Exosomes have recently exploded in popularity, with companies developing exosome-based diagnostics, therapeutics, and cosmeceuticals. Although they were discovered more than 30 years ago, it was not until recently that the scientific community began to give credit to exosomes for a range of promising traits.
Exosomes are small vesicles ranging from 30-100nm in size that are found in nearly all eukaryotic fluids and facilitate a range of important cellular functions. Specifically, they transfer DNA, RNA, and proteins to other cells, thereby altering the function of the targeted cells.
Exosome History: A Recent Explosion of Interest
Ten years ago in 2006, there were only 76 articles published about exosomes (PubMed.gov: Date Range: Jan 1, 2006 to Dec 31, 2006). Five years ago in 2011, there were 271 articles published about exosomes (PubMed.gov: Date Range: Jan 1, 2011 to Dec 31, 2011).
Today, there are more than 4,400 articles published about exosomes. Importantly, 1,088 of the articles (~25%) were released in the 2016 calendar year.
In the chart below, you can see the release of exosome publications over time.
Clearly, there has been an explosion of exosome publications over the past five years, making it important for the scientific community to understand the functionality and importance of these nano-sized vesicles.
Experts Describe Exosome Roles and Functions
Recently, we had the honor of interviewing a leading authority in exosomes, Dr. Philip Askenase, Professor of Medicine and Pathology at Yale University School of Medicine. Dr. Askenase is an expert in the effector properties of exosomes, who is now beginning to study mesenchymal stem cell (MSC)-derived exosomes and their role in regenerative processes.
According to Dr. Askenase, “Exosomes are host-secreted endogenous nano vesicles that are about one-thousandth the size of cells and are present in all fluids. They are made in some form by all species, including bacteria that produce analogous outer membrane vesicles (OMC). The exosomes transfer RNAs and proteins, like signaling molecules, to other cells to then act epigenetically to alter the function of the targeted cells that can be near (paracrine like synapses) or far (endocrine) systemically via the blood.”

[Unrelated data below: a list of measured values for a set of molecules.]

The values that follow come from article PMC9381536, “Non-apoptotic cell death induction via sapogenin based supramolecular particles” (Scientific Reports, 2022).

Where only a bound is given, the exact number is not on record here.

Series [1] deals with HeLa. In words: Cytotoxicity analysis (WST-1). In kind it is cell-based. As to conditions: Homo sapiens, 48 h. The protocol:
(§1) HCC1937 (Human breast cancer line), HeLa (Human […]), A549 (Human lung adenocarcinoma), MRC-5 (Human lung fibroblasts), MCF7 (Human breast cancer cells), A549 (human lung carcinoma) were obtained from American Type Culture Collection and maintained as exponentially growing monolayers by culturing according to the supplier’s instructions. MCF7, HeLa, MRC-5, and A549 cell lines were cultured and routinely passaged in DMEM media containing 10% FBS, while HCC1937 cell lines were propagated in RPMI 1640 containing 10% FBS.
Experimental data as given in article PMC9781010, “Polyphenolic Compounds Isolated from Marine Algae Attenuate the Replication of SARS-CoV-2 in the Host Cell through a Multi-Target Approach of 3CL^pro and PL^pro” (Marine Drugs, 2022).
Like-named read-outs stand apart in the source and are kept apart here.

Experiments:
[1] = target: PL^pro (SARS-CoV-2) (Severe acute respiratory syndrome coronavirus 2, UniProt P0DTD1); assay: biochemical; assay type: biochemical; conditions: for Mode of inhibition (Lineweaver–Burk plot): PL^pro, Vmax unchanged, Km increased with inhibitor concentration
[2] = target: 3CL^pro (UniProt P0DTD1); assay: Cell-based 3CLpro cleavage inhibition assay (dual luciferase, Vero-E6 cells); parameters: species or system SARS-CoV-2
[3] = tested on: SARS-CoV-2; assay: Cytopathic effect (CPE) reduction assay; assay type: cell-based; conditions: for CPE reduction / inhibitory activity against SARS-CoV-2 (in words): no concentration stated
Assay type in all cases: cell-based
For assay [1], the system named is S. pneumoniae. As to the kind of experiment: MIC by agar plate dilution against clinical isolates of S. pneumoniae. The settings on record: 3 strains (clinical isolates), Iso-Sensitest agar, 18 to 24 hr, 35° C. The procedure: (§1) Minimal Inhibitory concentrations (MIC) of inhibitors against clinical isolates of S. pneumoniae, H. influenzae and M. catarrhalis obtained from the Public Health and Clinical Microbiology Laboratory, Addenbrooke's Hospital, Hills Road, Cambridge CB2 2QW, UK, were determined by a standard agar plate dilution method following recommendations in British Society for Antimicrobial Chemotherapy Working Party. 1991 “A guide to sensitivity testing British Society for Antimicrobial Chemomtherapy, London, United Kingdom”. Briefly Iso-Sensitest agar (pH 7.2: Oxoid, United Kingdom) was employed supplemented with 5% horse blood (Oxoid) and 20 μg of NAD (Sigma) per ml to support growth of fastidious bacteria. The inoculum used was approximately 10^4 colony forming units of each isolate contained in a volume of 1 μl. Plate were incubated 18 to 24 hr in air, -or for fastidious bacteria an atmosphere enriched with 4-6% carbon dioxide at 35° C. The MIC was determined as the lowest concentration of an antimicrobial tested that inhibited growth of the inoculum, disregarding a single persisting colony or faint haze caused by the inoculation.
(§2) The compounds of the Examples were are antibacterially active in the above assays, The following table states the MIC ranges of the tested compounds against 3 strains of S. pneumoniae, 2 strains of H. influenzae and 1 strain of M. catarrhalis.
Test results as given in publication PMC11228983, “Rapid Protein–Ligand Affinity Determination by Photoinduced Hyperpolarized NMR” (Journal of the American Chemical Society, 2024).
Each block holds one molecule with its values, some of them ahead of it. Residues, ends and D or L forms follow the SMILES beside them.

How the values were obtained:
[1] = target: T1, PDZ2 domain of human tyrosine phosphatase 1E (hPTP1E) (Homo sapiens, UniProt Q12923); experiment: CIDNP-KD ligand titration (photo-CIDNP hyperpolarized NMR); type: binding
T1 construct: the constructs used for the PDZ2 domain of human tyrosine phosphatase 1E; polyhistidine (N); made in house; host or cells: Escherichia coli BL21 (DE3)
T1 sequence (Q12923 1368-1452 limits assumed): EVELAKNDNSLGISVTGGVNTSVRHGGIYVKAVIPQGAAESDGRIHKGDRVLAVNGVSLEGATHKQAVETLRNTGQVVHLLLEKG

Another expert in exosomes is Dr. Clotilde Théry, PI of an Exosome Research Team at the Institute Curie in Paris, France, and author of the article Exosome Explosion. In that article, Dr. Théry states, “Exosomes are secreted by most cell types and contribute to functions including tissue repair, neural communication, and the transfer of pathogenic proteins.” According to Théry, “Recent studies of exosomes purified in vitro showed that the vesicles can be captured by other cells, thus transferring any information enclosed in and/or on the exosome.”
Another attribute that makes exosomes powerful are the large quantity of them found within living systems.
“It is estimated that there are 1,000 times more exosomes than cells in our bodies,” states Codiak Biosciences, a company specializing in exosome therapies and diagnostics. “Upon delivery, exosomal cargo can change biological functions in recipient cells according to the instructions encoded by the payload. Exosomes do not randomly distribute, but rather appear to seek specific cellular targets, thereby offering the potential to deliver diverse therapies to specific cells and modulate cellular function to achieve therapeutic benefit.”
Clearly, exosomes play a key role in cell-to-cell signalling, with the ability to module a wide range of cellular functions in cells located both near (paracrine) and far (endocrine).
As scientific papers exploring exosomes continue to increase in number, the range and extent of exosome-induced functionality will become further elucidated. In particular, it will be crucial to identify what distinguishes exosomes from other secreted vesicles that form directly from the plasma membrane and the extent of their powers and limitations.
Nonetheless, at this time, the role of exosomes as intercellular messengers is generating more questions than answers.
What are the Advantages for Exosomes?
According to Dr. Théry, a key advantage of exosomes is that they can have a “much more potent influence on the physiology of the cells they encounter than single-molecule mediators, such as lipids, hormones, or cytokines.”
According to Dr. Askenase, exosomes have a wide range of advantages, as described below:
- Exosomes travel via systemic therapy: intravenous (IV) and intraperitoneal (IP)
- Exosomes travel via local therapy: inhalant to lungs, to CNS via the nasal cribriform plate for uptake by brain microglia , perhaps topical to eyes, intra articular etc
- Exosomes can cross the “Blood-Brain Barrier”
- An activated exosome subset can in vivo systemically deliver infinitesimal doses of miRNA (femtomoles)
- Activated exosomes can associate with a selected antigen-specific antibody coating and even a chosen miRNA cargo
- There is the potential for dual Ab targeting and miRNA functional specific exosome therapy
- Problems of artificial nano particles are solved by the physiologic exosomes that in contrast, are not perceived as foreign and taken up by the reticuloendothelial system, with therefore comparatively limited in vivo usefulness.
- The functions of the mesenchymal stem cell (MSC) secretome likely is entirely due to MSC-secreted exosomes
- Exosomes have no potential to trans-differentiate into other cells nor into malignant cells
- Exosomes are much easier to administer, store, and possibly even freeze dry
Other Terminology (Names) for Exosomes
As an emerging area of research, exosomes are often referred to by other names.
Other names for exosomes are the following, presented in alphabetical order:
- Dexosomes (or “Dex” for short)
- Exosome-like vesicles
- Texosomes (or “Tex” for short)
- And more